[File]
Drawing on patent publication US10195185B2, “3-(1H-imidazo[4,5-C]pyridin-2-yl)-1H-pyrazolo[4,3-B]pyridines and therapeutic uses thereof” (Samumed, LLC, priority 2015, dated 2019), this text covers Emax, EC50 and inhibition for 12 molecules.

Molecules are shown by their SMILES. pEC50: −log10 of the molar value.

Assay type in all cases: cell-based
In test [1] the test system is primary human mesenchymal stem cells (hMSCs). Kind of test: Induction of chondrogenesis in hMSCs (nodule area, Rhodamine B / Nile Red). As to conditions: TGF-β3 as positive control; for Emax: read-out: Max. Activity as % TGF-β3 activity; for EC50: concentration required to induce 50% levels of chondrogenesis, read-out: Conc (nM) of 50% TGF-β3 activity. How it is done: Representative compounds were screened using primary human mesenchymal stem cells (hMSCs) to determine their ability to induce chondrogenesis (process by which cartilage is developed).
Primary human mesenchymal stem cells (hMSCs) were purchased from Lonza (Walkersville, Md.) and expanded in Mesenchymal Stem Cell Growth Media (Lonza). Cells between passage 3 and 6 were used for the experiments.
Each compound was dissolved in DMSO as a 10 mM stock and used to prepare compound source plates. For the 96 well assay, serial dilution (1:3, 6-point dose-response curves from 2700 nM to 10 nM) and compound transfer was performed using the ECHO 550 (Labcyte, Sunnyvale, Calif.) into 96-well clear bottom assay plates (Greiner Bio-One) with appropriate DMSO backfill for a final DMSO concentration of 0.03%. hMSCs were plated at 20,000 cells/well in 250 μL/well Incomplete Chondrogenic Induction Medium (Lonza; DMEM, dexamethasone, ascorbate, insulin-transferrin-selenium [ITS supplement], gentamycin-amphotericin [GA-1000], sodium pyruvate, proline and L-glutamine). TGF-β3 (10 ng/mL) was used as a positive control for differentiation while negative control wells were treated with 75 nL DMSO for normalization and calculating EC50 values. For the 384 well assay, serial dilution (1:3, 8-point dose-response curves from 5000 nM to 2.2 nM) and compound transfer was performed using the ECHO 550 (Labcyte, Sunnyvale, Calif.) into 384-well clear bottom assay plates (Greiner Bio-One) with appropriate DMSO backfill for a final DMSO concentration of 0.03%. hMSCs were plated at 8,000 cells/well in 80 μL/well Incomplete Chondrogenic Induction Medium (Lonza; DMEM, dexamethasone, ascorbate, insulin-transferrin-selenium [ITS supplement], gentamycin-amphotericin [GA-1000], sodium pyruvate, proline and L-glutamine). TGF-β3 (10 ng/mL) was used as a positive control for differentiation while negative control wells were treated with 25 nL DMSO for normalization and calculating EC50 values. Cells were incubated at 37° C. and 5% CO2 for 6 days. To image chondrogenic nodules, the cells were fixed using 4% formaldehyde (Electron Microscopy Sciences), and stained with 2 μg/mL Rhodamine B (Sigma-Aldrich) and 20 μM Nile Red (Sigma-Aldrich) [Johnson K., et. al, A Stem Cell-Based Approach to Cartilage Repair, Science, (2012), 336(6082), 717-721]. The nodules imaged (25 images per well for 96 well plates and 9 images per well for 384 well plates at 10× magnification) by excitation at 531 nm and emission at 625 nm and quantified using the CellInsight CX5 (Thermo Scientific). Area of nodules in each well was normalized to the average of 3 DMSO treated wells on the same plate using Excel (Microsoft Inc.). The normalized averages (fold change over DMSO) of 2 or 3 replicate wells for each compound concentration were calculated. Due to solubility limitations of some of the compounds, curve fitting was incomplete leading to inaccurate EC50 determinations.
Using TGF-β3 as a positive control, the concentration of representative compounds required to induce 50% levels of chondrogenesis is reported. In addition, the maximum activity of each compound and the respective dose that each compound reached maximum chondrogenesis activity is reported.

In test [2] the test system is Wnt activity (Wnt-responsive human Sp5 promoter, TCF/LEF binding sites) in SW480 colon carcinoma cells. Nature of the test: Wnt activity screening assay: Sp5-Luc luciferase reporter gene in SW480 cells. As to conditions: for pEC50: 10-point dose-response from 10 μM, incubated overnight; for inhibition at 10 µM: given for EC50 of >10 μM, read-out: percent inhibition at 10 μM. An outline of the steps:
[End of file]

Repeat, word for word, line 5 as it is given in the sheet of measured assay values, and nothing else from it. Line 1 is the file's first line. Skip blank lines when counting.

Primary human mesenchymal stem cells (hMSCs) were purchased from Lonza (Walkersville, Md.) and expanded in Mesenchymal Stem Cell Growth Media (Lonza). Cells between passage 3 and 6 were used for the experiments.